Political Scapegoating to Explain Away Rising Homicide Rates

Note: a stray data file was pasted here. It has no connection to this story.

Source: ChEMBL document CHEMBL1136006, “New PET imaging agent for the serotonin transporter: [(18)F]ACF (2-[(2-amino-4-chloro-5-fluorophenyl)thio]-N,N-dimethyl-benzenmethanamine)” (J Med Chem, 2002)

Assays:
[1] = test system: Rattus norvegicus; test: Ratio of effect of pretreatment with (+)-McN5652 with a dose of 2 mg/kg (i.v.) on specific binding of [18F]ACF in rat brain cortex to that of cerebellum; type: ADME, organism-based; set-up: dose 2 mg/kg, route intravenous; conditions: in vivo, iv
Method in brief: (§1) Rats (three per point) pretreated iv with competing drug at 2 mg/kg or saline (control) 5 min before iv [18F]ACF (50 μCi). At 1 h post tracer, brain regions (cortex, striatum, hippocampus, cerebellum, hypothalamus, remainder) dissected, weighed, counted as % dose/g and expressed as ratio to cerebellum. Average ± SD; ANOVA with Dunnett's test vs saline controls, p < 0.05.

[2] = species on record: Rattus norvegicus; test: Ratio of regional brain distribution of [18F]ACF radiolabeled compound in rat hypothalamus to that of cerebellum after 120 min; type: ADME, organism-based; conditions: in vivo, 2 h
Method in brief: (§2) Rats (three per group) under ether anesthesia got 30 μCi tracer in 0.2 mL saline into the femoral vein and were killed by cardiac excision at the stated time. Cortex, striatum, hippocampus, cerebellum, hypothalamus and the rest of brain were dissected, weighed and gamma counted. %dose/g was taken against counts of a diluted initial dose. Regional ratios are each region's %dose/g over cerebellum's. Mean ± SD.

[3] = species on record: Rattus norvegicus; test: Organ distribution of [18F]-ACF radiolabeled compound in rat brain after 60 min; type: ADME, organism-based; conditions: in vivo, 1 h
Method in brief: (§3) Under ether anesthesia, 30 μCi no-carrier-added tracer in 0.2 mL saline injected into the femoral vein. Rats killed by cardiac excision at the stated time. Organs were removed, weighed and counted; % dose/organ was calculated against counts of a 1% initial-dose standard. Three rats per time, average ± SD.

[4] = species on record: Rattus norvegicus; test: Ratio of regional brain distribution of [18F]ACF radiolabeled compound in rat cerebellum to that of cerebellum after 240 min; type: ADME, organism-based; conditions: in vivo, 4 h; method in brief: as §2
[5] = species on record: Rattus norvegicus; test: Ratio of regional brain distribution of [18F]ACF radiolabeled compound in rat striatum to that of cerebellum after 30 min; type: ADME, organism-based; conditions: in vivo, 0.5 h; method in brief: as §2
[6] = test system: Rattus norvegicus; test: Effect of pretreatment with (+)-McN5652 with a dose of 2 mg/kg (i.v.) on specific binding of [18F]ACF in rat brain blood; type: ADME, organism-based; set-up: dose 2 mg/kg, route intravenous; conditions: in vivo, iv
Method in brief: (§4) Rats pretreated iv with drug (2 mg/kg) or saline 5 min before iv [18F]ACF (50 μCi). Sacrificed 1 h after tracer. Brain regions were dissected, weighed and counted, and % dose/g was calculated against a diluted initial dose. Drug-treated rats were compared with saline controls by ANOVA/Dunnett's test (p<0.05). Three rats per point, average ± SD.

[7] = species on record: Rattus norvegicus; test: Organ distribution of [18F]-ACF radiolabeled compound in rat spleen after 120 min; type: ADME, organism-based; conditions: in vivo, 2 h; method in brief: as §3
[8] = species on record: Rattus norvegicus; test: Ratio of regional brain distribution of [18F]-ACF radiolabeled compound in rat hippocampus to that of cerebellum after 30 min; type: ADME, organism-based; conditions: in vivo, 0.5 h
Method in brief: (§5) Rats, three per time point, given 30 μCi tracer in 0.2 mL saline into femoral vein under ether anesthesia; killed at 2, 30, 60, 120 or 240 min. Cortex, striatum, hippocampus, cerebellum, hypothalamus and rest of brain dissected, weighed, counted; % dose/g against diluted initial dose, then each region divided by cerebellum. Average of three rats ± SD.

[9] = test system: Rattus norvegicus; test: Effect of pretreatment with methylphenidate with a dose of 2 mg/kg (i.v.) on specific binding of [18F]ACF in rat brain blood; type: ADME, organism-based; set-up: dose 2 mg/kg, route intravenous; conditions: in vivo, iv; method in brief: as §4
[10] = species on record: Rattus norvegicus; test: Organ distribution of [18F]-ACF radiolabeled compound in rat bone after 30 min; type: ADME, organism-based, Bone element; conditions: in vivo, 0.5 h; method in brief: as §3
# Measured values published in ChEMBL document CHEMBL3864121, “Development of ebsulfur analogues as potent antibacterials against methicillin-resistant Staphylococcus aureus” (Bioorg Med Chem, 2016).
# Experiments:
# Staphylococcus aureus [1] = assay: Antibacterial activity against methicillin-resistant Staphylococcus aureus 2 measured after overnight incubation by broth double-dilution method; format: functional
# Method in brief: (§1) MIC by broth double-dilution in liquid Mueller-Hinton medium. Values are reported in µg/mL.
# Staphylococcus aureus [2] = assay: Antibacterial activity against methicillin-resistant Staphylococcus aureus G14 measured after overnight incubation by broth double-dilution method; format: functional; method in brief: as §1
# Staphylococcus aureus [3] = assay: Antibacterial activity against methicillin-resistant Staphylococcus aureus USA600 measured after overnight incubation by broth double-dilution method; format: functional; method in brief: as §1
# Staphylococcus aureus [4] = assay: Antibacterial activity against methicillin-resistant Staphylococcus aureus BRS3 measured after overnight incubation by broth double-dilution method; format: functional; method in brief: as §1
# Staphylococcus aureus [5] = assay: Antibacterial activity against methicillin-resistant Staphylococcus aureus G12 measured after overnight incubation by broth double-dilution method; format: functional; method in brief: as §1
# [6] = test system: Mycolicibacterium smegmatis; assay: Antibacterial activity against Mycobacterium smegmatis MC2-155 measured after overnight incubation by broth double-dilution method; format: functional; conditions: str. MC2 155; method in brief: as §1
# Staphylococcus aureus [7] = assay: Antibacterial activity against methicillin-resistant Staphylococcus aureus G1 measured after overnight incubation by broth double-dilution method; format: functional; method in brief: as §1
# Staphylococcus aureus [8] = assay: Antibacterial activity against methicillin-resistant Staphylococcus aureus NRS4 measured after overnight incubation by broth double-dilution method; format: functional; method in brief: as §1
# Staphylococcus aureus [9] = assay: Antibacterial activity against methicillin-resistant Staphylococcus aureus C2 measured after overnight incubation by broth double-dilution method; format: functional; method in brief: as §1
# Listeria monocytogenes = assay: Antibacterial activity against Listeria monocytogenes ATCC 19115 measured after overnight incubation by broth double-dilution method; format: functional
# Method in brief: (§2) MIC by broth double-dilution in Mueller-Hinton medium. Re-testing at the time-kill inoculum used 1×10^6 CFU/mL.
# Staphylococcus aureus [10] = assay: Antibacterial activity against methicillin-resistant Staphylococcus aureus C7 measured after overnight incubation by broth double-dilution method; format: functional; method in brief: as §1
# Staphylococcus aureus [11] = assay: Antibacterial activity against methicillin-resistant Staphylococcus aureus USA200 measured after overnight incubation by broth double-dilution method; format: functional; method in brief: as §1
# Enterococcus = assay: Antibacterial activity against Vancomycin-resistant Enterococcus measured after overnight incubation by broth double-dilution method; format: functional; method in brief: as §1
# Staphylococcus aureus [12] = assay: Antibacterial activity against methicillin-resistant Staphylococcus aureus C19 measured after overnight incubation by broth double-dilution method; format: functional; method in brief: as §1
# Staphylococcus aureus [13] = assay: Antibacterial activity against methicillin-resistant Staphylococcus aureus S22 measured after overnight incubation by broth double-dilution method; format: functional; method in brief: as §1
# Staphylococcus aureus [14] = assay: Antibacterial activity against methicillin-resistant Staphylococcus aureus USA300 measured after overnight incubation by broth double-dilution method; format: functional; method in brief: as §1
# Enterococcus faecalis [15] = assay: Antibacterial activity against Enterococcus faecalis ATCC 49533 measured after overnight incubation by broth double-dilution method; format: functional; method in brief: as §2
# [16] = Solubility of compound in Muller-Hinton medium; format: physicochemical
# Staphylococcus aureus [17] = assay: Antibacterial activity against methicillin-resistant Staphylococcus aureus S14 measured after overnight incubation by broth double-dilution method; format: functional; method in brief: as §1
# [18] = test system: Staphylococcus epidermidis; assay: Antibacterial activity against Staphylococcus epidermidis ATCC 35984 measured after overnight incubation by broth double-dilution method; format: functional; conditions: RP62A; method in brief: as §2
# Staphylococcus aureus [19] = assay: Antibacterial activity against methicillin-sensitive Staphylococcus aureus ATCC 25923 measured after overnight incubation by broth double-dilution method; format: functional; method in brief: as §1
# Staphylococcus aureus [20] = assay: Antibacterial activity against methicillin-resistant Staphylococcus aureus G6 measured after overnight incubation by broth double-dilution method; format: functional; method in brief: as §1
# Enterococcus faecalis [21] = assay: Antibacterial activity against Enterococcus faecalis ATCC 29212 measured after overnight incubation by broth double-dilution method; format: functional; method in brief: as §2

By Michele Hanisee The Los Angeles County Sheriff’s Department has reported a stunning 111 percent increase in homicides from January 1, 2021, to May 21, 2021, versus the same period in 2020.  While current statewide numbers are not yet reported by the Department of Justice, California’s homicide rate in 2020 had a lower but still alarming 31 percent increase. While some politicians have recently attempted to blame increased gun sales for the rise in violent crime, historical studies and data are mixed as to whether increased gun prevalence causes a rise in violent crime, or whether the increase in violent crime causes more people to buy guns. Economist Thomas Sowell said, “One of the first things taught in introductory statistics textbooks is that correlation is not causation. It is also one of the first things forgotten.” In the absence of data that proves that it is the gun purchases causing the violent crime rate rather than the reverse, or that there is no causal relationship at all, it is dishonest to lay blame on increased gun sales. A recent study published July 5, 2021, by the UC Davis Violence Prevention Research Program found no causation between increased gun sales and a rise in violent crime. The study examined firearm sales over two years beginning in 2018, including the increased sales of millions of firearms during the COVID pandemic in 2020. The study concluded that “[d]espite concomitant increases in firearm purchasing and firearm violence nationally, the magnitude of the increase in purchasing at the state-level did not explain the magnitude of the increase in non-domestic firearm violence.” Yet, as gun violence increases, politicians are calling for the decriminalization of gun use during crimes. The current District Attorney of Los Angeles County refuses to enforce California’s “10-20-life – use a gun and you’re done” law. A bill pending in the Legislature would repeal this law. Governor Newsom signed into law a bill that allows judges to dismiss firearm enhancements even after they have been found true by a jury. These same politicians defend diversion programs that will enable criminals to continue to possess guns. These radical and reckless efforts to decriminalize gun violence are not evidence-based decisions, they are purely ideological. This is classic stage-one thinking by politicians who advocate for policy solutions without considering the long-term costs and consequences. Saving money through reduced incarceration is the stage-one goal. But what happens next? And who pays the cost of what happens next? As local and Sacramento politicians are now learning, what happens next is a public safety crisis. Rather than looking for the true cause of rising homicide rates, they are attempting to deflect accountability away from their own policies and legislation which have reduced accountability for criminal gun use. Michele Hanisee is President of the Association of Los Angeles Deputy District Attorneys, the collective bargaining agent representing nearly 1,000 Deputy District Attorneys who work for the County of Los Angeles.

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